If you have or had a checking account with Canandaigua National Bank (“Defendant”) and you were charged certain overdraft or NSF fees between May 21, 2014, and September 5, 2022, then you may be entitled to a payment from a class action settlement.

The lawsuit that is being settled is entitled Lee v. Canandaigua National Bank & Trust. It is pending in the New York State Supreme Court, Monroe County, Case No. E202105065. The case is a “class action.” That means that the “Class Representatives,” Michael Lee and Marnetta Broyld, are individuals who are acting on behalf of current and former customers who were assessed certain Overdraft and NSF fees (“Relevant Fees”) between May 21, 2014, and September 5, 2022. The Class Representatives have asserted a claim for breach of the Account agreement and violation of consumer protection laws.

CNB does not deny it charged the fees the Class Representatives are complaining about, but contends it did so properly and in accordance with the terms of its agreements and applicable law. CNB therefore denies that its practices give rise to claims for damages by the Class Representatives or any Settlement Class Members.

Your Legal Rights and Options in This Lawsuit
Do Nothing Do nothing and you will receive a payment according to the terms of this Settlement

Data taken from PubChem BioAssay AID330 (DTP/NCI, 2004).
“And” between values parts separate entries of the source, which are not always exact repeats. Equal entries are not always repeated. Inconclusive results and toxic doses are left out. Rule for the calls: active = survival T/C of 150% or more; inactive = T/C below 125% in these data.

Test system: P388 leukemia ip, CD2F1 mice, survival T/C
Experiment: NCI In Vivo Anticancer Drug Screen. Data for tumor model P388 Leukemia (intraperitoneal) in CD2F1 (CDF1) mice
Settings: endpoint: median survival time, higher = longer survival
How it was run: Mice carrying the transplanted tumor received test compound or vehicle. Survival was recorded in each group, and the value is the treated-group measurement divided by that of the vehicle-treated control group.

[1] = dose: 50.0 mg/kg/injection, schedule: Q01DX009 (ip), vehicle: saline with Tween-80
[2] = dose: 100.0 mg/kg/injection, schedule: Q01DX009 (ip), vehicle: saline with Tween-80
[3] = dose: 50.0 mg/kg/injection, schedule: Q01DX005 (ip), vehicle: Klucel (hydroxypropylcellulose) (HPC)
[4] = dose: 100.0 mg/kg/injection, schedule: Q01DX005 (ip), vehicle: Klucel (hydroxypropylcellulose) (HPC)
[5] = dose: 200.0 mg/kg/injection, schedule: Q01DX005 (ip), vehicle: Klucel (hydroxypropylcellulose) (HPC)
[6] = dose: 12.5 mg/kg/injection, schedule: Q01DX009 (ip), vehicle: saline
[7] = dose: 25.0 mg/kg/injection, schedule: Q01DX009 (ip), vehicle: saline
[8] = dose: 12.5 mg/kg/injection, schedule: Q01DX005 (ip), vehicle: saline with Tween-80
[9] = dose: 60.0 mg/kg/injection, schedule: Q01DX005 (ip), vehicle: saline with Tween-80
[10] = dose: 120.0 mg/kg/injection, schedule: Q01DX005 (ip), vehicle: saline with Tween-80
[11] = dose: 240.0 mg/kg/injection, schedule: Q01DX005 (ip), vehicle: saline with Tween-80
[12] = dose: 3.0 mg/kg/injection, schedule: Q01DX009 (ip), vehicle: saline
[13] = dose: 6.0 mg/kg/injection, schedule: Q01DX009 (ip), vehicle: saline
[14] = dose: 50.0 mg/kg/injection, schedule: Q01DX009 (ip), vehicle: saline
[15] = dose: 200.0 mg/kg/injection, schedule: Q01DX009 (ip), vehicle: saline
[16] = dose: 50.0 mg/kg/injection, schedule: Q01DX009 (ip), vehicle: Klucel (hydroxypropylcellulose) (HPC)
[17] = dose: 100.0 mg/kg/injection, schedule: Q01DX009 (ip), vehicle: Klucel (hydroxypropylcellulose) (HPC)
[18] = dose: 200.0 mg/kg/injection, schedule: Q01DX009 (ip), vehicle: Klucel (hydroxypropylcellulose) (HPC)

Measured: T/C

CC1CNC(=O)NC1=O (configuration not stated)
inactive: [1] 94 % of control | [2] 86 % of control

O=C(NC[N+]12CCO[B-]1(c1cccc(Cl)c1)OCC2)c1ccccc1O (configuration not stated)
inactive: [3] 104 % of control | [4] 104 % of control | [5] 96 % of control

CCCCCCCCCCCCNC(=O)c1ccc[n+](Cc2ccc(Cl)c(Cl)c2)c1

Exclude Yourself
May 1, 2024
You can choose to exclude yourself from the settlement or “opt out.” This means you choose not to participate in the settlement. You will keep your individual claims against CNB, but you will not receive a payment for Relevant Fees and/or forgiveness of Uncollected Fees. If you exclude yourself from the settlement but want to recover against CNB, you will have to file a separate lawsuit or claim.
Object to the Settlement
June 1, 2024
You can file an objection with the Court explaining why you believe the Court should reject the settlement. If your objection is overruled by the Court, then you may receive a payment and/or forgiveness of Uncollected Fees and you will not be able to sue CNB for the claims asserted in this litigation. If the Court agrees with your objection, then the settlement may not be approved.